Spur's HRX-3 as Xtol alternative

Discussion in 'B&W: Film, Paper, Chemistry' started by MrclSchprs, Aug 9, 2009.

  1. MrclSchprs

    MrclSchprs Subscriber

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    Every now and then I read a post stating that Spur's HRX-3 developer is a viable Xtol alternative. Can anyone comment on this? I am about to experiment with HRX-3 combined with Rodinal as stand developer. I know that very good results are within reach when doing stand development using a mixture of Xtol and Rodinal. But the 5 liter Xtol packaging is too much of a burden. Hence my reach for a alternative.
     
  2. JohnArs

    JohnArs Subscriber

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    There is not really an alternative for XTOL in my opinion, but this is just me!

    Cheers Armin
     
  3. brian steinberger

    brian steinberger Member

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    May I ask why the 5L package is too much of a burden?
     
  4. MrclSchprs

    MrclSchprs Subscriber

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    Due to developer freshness and storage. I think I'll need about 50 ml Xtol stock per film. Filling 100 little 50ml bottles seems overkill. As an alternative, I could use several larger bottles to keep the number of total bottles within limits. But the foresight to redistribute the larger quantities into smaller quantities as needed is very unattractive. Hence my search for a Xtol alternative that can be combined with a Rodinal like developer for stand development. So far I found two alternatives, the mentioned HRX-3 and Fomadon Excel. I've read raving reviews of HRX-3 and it has the advantage that is a liquid developer with a shelf life of two years. On the other hand, Excel is a powder developer that is distributed in 1L packages, a volume that is manageable using little bottles.

    But, please, don't get me wrong, I am open for suggestions, ideas and tips!
     
  5. Alessandro Serrao

    Alessandro Serrao Member

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    Maybe you can store Xtol stock in 5 1liter amber glass bottle and fill the space with butane or a butane/propane mix. It does effectively slow down the aerial oxidation.
     
  6. brian steinberger

    brian steinberger Member

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    How much film are you going to develop? Would you be able to use up the 5L within six months? If so, then maybe look at the air-vac bottles available from Freestyle. This is what I use to store Xtol. If you don't develop much film, then Xtol wouldn't work. I've never heard of HRX-3, but if the formula is similar to Xtol and the price is right, why not go for it? Your only other option is mixing from scratch and I don't think the Xtol formula is a simple one.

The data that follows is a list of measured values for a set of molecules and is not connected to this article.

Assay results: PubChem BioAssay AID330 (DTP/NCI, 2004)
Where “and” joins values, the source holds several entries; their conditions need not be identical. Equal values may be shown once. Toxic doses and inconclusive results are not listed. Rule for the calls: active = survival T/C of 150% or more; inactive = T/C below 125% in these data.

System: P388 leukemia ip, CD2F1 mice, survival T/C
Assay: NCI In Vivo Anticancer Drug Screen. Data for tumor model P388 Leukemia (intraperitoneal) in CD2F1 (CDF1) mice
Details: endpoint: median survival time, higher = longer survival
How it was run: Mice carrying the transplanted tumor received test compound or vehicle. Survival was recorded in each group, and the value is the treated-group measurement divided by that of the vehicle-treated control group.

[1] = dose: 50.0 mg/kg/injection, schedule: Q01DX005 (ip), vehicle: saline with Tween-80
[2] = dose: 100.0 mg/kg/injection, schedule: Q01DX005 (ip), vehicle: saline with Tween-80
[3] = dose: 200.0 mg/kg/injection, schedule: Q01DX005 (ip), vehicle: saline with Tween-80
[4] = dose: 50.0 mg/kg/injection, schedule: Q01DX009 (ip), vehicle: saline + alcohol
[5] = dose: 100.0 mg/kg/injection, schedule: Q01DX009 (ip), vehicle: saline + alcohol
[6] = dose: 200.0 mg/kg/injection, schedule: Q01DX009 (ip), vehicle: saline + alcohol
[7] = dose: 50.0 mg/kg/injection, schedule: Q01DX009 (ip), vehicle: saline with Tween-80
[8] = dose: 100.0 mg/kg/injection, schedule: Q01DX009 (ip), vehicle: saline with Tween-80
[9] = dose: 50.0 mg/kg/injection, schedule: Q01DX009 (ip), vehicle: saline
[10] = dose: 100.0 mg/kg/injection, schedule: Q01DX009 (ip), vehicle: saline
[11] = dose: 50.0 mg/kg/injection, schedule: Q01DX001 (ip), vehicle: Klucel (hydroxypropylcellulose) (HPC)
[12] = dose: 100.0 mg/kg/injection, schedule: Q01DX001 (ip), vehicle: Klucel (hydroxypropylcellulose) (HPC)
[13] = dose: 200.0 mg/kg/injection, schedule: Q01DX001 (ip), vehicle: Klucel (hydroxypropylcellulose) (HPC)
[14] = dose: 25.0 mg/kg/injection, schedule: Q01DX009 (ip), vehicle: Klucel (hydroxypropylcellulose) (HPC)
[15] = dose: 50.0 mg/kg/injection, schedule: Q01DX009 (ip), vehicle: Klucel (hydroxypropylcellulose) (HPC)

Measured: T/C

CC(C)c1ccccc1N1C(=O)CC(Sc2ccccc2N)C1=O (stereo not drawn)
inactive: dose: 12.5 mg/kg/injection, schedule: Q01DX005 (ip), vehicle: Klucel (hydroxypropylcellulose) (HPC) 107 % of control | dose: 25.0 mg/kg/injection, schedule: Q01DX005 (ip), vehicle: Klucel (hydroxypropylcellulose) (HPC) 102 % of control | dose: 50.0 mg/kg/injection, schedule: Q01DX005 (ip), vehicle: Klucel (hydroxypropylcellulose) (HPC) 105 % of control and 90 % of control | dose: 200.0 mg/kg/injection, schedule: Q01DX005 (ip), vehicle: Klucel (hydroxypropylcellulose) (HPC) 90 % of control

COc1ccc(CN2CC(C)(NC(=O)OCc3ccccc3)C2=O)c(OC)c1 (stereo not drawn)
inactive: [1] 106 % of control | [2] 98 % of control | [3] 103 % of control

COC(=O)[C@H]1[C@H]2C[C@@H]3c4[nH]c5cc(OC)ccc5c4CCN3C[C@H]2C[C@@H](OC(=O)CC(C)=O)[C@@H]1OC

7. cmo

    cmo Member

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    1. You need a minimum of XTol 100ml stock solution per film, says Kodak. I use XTol diluted 1:1 so that I can process 50 films with 5 liters. If you don't develop 50 films within 6 months, there is not much reason to care, XTol is cheap. As it is environmentally friendly (especially compared to Rodinal) you can dump it down the drain. I could not find out what is inside HRX-3.

    2. Some people dissolve XTol in less than 5 liters. 4 liters can be achieved easily, making a more contentrated stock sulution. Some people say it lasts longer then.

    3. I use 1 liter glass bottles, and of course they are never really full. In order to protect the developer surface against oxygen I spray butane gas (the cheap stuff for cigarette lighters) on top of the fluid, it is heavier than air and lays on the developer like a lid.

    4. Never trust raving reviews of miracle cures.

    5. If you like to make your own XTol here is the recipe:

    http://www.covingtoninnovations.com/xtol/
     
  8. Lee L

    Lee L Member

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  9. MikeSeb

    MikeSeb Member

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    Kodak suggests 100 mL per 8x10 equivalent: 135-36, 120, 4-4x5.